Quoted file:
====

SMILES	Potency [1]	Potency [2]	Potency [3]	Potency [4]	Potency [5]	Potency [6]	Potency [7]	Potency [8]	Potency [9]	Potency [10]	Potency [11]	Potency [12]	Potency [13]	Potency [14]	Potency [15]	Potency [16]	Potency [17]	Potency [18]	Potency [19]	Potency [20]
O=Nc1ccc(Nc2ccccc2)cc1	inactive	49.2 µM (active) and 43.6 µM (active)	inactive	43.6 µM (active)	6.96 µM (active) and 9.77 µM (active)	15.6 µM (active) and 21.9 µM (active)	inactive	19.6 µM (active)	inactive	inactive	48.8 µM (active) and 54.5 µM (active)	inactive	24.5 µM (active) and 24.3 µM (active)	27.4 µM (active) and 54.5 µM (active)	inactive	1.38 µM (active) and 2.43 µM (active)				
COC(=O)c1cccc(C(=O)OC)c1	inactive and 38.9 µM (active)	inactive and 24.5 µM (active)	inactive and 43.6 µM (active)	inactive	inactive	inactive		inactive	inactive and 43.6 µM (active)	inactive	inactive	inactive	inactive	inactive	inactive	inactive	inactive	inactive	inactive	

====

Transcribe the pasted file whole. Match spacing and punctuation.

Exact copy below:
SMILES	Potency [1]	Potency [2]	Potency [3]	Potency [4]	Potency [5]	Potency [6]	Potency [7]	Potency [8]	Potency [9]	Potency [10]	Potency [11]	Potency [12]	Potency [13]	Potency [14]	Potency [15]	Potency [16]	Potency [17]	Potency [18]	Potency [19]	Potency [20]
O=Nc1ccc(Nc2ccccc2)cc1	inactive	49.2 µM (active) and 43.6 µM (active)	inactive	43.6 µM (active)	6.96 µM (active) and 9.77 µM (active)	15.6 µM (active) and 21.9 µM (active)	inactive	19.6 µM (active)	inactive	inactive	48.8 µM (active) and 54.5 µM (active)	inactive	24.5 µM (active) and 24.3 µM (active)	27.4 µM (active) and 54.5 µM (active)	inactive	1.38 µM (active) and 2.43 µM (active)				
COC(=O)c1cccc(C(=O)OC)c1	inactive and 38.9 µM (active)	inactive and 24.5 µM (active)	inactive and 43.6 µM (active)	inactive	inactive	inactive		inactive	inactive and 43.6 µM (active)	inactive	inactive	inactive	inactive	inactive	inactive	inactive	inactive	inactive	inactive	